While many natural disasters have seasons, a thunderstorm could strike at any time. It’s important to know what to do if a severe thunderstorm is declared in your area.

Why prepare for thunderstorms?
A thunderstorm is considered severe if it produces hail at least 1 inch in diameter or has wind gusts of at least 58 miles per hour.

Surprisingly, lightning from thunderstorms kills more people each year than tornadoes or hurricanes. The thunderstorm can produce heavy rainfall causing flash floods or high winds that will damage your home, blow down trees, utility poles and more.

Preparations before a thunderstorm
Local warning systems. Take time to learn what warning systems are in place to let you know of approaching storms. You can obviously get severe thunderstorm warnings from your television or radio. However, you can also subscribe to Facebook and Twitter accounts from The Weather Channel, the National Weather Service, NOAA, or your local weather services.

It’s important to know the difference between a Severe Thunderstorm Watch and Warning. A watch means that thunderstorms are possible in your area. It pretty much means that you should stay alerted to see if a warning is issued. A warning means that there is imminent danger to life and property.

Prepare your yard and house. You’ll want to make sure that you keep your yard in good condition. Dead branches on trees can be very susceptible to storms and end up damaging your home. You can also make sure that shingles and other objects on your home are in proper working order and won’t end up causing more damage.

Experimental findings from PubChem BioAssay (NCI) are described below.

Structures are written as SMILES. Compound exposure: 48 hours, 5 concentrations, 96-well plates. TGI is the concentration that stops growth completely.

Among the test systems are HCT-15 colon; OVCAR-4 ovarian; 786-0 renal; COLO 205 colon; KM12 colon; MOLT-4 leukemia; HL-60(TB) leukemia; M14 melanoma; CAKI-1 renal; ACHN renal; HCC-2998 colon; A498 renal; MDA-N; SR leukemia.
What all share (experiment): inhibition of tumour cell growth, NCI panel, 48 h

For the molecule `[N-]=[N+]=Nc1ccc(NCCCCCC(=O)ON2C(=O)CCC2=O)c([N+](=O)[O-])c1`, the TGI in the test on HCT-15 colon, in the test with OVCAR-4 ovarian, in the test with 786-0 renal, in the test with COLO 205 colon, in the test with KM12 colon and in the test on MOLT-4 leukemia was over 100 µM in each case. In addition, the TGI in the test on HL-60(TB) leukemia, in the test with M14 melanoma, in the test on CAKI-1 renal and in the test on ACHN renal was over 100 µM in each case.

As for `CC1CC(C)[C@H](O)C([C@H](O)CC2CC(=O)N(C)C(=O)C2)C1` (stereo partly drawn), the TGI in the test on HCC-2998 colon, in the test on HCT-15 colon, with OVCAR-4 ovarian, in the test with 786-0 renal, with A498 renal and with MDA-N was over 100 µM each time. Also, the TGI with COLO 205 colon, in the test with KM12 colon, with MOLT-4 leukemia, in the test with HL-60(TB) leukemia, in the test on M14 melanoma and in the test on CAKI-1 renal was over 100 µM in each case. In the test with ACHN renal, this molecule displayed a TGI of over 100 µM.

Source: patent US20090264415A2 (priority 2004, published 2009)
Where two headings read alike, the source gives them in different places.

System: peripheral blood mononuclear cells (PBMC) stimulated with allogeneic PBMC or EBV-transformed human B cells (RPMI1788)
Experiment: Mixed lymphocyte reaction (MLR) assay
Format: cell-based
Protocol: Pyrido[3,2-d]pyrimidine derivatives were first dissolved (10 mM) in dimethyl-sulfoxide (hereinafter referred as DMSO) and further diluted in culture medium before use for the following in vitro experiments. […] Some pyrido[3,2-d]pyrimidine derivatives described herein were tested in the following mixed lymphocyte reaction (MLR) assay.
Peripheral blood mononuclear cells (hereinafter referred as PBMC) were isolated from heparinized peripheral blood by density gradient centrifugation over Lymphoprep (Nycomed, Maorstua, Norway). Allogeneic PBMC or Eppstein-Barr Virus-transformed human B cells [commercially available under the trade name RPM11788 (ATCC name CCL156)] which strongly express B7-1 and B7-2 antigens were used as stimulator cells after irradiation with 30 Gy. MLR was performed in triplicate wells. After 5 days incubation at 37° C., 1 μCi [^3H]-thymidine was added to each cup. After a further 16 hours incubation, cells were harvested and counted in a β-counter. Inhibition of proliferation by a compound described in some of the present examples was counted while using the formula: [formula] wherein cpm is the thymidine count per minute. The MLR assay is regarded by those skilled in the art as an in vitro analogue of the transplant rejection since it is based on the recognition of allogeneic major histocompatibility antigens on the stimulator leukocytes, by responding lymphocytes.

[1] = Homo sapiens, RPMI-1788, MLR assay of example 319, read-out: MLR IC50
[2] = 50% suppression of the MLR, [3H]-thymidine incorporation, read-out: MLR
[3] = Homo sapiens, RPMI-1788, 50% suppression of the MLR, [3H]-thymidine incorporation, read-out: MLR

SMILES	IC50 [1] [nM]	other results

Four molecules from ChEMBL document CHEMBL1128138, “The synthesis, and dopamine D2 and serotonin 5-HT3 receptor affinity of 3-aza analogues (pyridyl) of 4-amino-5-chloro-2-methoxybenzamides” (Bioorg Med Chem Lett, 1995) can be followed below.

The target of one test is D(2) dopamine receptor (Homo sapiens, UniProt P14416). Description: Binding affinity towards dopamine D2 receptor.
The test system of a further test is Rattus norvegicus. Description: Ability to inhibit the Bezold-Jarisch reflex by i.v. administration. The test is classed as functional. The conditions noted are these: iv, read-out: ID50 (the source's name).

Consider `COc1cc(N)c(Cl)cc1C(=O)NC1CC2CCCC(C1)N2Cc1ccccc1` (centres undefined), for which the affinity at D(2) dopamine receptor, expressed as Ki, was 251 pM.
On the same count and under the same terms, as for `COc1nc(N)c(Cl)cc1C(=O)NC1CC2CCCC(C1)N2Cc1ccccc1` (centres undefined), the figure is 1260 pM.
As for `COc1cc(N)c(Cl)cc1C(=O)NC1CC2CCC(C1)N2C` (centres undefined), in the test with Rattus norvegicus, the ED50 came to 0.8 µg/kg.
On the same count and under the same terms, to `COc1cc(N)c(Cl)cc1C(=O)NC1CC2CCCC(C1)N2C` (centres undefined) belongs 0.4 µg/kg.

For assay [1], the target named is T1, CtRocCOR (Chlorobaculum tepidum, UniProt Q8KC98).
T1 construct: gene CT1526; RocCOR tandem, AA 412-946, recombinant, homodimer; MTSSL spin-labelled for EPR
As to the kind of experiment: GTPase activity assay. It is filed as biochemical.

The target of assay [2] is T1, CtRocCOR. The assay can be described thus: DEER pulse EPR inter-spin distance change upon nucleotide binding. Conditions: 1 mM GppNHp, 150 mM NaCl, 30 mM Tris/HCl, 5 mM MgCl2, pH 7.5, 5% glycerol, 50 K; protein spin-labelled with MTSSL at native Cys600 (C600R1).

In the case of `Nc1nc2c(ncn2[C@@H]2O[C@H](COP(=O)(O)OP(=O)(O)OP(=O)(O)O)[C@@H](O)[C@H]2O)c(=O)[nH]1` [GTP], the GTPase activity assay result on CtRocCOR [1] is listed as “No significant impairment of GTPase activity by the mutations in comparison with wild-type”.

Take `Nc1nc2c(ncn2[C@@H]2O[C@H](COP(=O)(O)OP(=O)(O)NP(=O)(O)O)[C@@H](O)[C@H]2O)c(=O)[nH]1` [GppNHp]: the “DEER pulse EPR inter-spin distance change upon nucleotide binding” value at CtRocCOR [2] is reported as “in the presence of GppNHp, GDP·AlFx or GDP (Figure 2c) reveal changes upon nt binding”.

You’ll also want to make a list of the things that you’ll need to bring indoors if a storm hits. You might even consider practicing this with your family. You can list out responsibilities of who is going to find the dog, who will bring in lawn chairs, etc.

Emergency location. If things get really messy, you’ll need a place inside your home that is away from windows, skylights and other glass structures. The center of the home is usually a good spot to protect your family.

What to do during a thunderstorm
Stay indoors. If you hear a severe thunderstorm warning, be sure to stay inside as much as possible. Many times, people who are struck by lightning are not in the area where rain is occurring. If you’re close enough to hear thunder or see lightning, you’re close enough to be hurt.

If you are driving or stuck outdoors, avoid high places. If you’re in a vehicle, stay inside of it. Don’t stand next to a tall tree to get out of the rain. Avoid picnic shelters, sheds, fences and other metal objects.

Don’t use plumbing. During a thunderstorm, it’s best to avoid taking showers, baths or use other plumbing. You can also avoid using electrical equipment by using battery-powered TVs and radios instead.

What do do after a thunderstorm
Stay away from floods. If you drive up to a flooded road, don’t try and cross it. Just turn around. Many people think they can just get a running start and power through the flooded road. Don’t make this mistake.

Listen. Continue to listen to the radio or local weather stations for updates. You might think that a storm is over when it’s really not.

Article from